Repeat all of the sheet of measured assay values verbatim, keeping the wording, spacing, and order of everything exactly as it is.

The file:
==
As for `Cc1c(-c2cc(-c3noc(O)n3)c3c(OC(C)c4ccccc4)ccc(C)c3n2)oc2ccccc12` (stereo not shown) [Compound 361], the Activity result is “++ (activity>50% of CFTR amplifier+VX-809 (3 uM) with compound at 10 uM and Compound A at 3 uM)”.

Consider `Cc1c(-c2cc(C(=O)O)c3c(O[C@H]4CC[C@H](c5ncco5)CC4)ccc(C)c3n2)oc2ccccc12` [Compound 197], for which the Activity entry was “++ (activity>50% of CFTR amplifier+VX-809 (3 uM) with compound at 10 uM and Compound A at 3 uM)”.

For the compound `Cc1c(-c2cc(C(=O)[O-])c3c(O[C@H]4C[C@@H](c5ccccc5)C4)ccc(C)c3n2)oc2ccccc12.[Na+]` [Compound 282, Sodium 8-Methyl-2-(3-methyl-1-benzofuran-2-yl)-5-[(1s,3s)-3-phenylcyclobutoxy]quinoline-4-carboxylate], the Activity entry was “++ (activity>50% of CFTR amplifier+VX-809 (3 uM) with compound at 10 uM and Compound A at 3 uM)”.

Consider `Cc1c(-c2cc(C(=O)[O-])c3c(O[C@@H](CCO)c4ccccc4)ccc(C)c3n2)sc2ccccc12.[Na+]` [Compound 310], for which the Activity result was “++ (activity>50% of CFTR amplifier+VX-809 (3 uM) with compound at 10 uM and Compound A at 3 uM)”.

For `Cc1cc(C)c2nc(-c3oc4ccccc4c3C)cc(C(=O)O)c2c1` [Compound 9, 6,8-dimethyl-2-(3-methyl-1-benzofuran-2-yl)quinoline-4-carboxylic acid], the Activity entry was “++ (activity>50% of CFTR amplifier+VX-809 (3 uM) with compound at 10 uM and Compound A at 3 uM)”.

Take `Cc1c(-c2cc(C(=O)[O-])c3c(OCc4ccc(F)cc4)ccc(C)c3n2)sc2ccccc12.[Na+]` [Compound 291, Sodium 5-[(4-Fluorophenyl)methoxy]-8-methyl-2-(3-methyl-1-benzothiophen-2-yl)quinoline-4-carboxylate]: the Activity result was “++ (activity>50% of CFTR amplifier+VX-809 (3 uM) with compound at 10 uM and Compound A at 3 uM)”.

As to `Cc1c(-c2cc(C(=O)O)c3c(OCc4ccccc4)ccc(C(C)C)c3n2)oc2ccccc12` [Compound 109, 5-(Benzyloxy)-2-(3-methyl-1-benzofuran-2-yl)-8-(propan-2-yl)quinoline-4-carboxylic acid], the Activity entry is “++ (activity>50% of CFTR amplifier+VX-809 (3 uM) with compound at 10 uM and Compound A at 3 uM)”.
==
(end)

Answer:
As for `Cc1c(-c2cc(-c3noc(O)n3)c3c(OC(C)c4ccccc4)ccc(C)c3n2)oc2ccccc12` (stereo not shown) [Compound 361], the Activity result is “++ (activity>50% of CFTR amplifier+VX-809 (3 uM) with compound at 10 uM and Compound A at 3 uM)”.

Consider `Cc1c(-c2cc(C(=O)O)c3c(O[C@H]4CC[C@H](c5ncco5)CC4)ccc(C)c3n2)oc2ccccc12` [Compound 197], for which the Activity entry was “++ (activity>50% of CFTR amplifier+VX-809 (3 uM) with compound at 10 uM and Compound A at 3 uM)”.

For the compound `Cc1c(-c2cc(C(=O)[O-])c3c(O[C@H]4C[C@@H](c5ccccc5)C4)ccc(C)c3n2)oc2ccccc12.[Na+]` [Compound 282, Sodium 8-Methyl-2-(3-methyl-1-benzofuran-2-yl)-5-[(1s,3s)-3-phenylcyclobutoxy]quinoline-4-carboxylate], the Activity entry was “++ (activity>50% of CFTR amplifier+VX-809 (3 uM) with compound at 10 uM and Compound A at 3 uM)”.

Consider `Cc1c(-c2cc(C(=O)[O-])c3c(O[C@@H](CCO)c4ccccc4)ccc(C)c3n2)sc2ccccc12.[Na+]` [Compound 310], for which the Activity result was “++ (activity>50% of CFTR amplifier+VX-809 (3 uM) with compound at 10 uM and Compound A at 3 uM)”.

For `Cc1cc(C)c2nc(-c3oc4ccccc4c3C)cc(C(=O)O)c2c1` [Compound 9, 6,8-dimethyl-2-(3-methyl-1-benzofuran-2-yl)quinoline-4-carboxylic acid], the Activity entry was “++ (activity>50% of CFTR amplifier+VX-809 (3 uM) with compound at 10 uM and Compound A at 3 uM)”.

Take `Cc1c(-c2cc(C(=O)[O-])c3c(OCc4ccc(F)cc4)ccc(C)c3n2)sc2ccccc12.[Na+]` [Compound 291, Sodium 5-[(4-Fluorophenyl)methoxy]-8-methyl-2-(3-methyl-1-benzothiophen-2-yl)quinoline-4-carboxylate]: the Activity result was “++ (activity>50% of CFTR amplifier+VX-809 (3 uM) with compound at 10 uM and Compound A at 3 uM)”.

As to `Cc1c(-c2cc(C(=O)O)c3c(OCc4ccccc4)ccc(C(C)C)c3n2)oc2ccccc12` [Compound 109, 5-(Benzyloxy)-2-(3-methyl-1-benzofuran-2-yl)-8-(propan-2-yl)quinoline-4-carboxylic acid], the Activity entry is “++ (activity>50% of CFTR amplifier+VX-809 (3 uM) with compound at 10 uM and Compound A at 3 uM)”.